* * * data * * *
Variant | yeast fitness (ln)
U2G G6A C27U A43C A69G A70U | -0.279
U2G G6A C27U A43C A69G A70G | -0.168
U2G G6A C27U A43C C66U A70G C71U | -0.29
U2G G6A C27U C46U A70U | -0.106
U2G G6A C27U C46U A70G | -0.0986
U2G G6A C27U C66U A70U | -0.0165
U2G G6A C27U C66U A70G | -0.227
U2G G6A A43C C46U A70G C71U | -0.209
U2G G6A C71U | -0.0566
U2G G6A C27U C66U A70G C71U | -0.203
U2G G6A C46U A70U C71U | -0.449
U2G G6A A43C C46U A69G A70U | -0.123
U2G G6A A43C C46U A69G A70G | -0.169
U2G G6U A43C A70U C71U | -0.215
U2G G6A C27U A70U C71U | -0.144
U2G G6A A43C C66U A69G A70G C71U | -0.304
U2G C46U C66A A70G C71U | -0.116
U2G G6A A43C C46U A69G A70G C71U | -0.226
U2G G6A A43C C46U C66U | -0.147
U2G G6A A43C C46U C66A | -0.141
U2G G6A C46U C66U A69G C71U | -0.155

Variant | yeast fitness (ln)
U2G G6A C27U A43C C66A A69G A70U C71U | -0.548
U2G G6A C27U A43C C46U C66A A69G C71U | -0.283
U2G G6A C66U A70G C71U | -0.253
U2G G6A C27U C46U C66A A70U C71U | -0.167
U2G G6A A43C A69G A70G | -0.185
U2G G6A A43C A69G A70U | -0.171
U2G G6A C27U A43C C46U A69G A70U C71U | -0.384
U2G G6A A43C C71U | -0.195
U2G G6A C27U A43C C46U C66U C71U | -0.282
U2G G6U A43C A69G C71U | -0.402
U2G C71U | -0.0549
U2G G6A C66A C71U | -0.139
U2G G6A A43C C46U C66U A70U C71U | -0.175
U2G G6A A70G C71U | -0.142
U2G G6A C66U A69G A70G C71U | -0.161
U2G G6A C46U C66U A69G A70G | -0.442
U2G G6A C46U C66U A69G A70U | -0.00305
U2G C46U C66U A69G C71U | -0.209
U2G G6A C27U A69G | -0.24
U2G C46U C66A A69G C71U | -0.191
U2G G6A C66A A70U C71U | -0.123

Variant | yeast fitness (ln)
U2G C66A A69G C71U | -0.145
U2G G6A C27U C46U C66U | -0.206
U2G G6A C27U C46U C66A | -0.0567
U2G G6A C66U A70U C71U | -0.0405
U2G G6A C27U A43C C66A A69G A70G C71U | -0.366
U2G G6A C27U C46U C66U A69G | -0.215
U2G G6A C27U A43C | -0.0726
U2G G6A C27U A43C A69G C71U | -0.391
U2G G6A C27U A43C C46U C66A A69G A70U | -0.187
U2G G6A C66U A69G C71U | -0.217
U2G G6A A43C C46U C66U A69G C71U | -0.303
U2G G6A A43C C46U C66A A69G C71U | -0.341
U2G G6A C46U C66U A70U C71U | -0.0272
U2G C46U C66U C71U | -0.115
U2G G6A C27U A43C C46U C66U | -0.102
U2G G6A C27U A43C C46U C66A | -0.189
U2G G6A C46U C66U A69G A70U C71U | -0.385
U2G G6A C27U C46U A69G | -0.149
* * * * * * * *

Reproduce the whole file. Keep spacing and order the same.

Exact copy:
Variant | yeast fitness (ln)
U2G G6A C27U A43C A69G A70U | -0.279
U2G G6A C27U A43C A69G A70G | -0.168
U2G G6A C27U A43C C66U A70G C71U | -0.29
U2G G6A C27U C46U A70U | -0.106
U2G G6A C27U C46U A70G | -0.0986
U2G G6A C27U C66U A70U | -0.0165
U2G G6A C27U C66U A70G | -0.227
U2G G6A A43C C46U A70G C71U | -0.209
U2G G6A C71U | -0.0566
U2G G6A C27U C66U A70G C71U | -0.203
U2G G6A C46U A70U C71U | -0.449
U2G G6A A43C C46U A69G A70U | -0.123
U2G G6A A43C C46U A69G A70G | -0.169
U2G G6U A43C A70U C71U | -0.215
U2G G6A C27U A70U C71U | -0.144
U2G G6A A43C C66U A69G A70G C71U | -0.304
U2G C46U C66A A70G C71U | -0.116
U2G G6A A43C C46U A69G A70G C71U | -0.226
U2G G6A A43C C46U C66U | -0.147
U2G G6A A43C C46U C66A | -0.141
U2G G6A C46U C66U A69G C71U | -0.155

Variant | yeast fitness (ln)
U2G G6A C27U A43C C66A A69G A70U C71U | -0.548
U2G G6A C27U A43C C46U C66A A69G C71U | -0.283
U2G G6A C66U A70G C71U | -0.253
U2G G6A C27U C46U C66A A70U C71U | -0.167
U2G G6A A43C A69G A70G | -0.185
U2G G6A A43C A69G A70U | -0.171
U2G G6A C27U A43C C46U A69G A70U C71U | -0.384
U2G G6A A43C C71U | -0.195
U2G G6A C27U A43C C46U C66U C71U | -0.282
U2G G6U A43C A69G C71U | -0.402
U2G C71U | -0.0549
U2G G6A C66A C71U | -0.139
U2G G6A A43C C46U C66U A70U C71U | -0.175
U2G G6A A70G C71U | -0.142
U2G G6A C66U A69G A70G C71U | -0.161
U2G G6A C46U C66U A69G A70G | -0.442
U2G G6A C46U C66U A69G A70U | -0.00305
U2G C46U C66U A69G C71U | -0.209
U2G G6A C27U A69G | -0.24
U2G C46U C66A A69G C71U | -0.191
U2G G6A C66A A70U C71U | -0.123

Variant | yeast fitness (ln)
U2G C66A A69G C71U | -0.145
U2G G6A C27U C46U C66U | -0.206
U2G G6A C27U C46U C66A | -0.0567
U2G G6A C66U A70U C71U | -0.0405
U2G G6A C27U A43C C66A A69G A70G C71U | -0.366
U2G G6A C27U C46U C66U A69G | -0.215
U2G G6A C27U A43C | -0.0726
U2G G6A C27U A43C A69G C71U | -0.391
U2G G6A C27U A43C C46U C66A A69G A70U | -0.187
U2G G6A C66U A69G C71U | -0.217
U2G G6A A43C C46U C66U A69G C71U | -0.303
U2G G6A A43C C46U C66A A69G C71U | -0.341
U2G G6A C46U C66U A70U C71U | -0.0272
U2G C46U C66U C71U | -0.115
U2G G6A C27U A43C C46U C66U | -0.102
U2G G6A C27U A43C C46U C66A | -0.189
U2G G6A C46U C66U A69G A70U C71U | -0.385
U2G G6A C27U C46U A69G | -0.149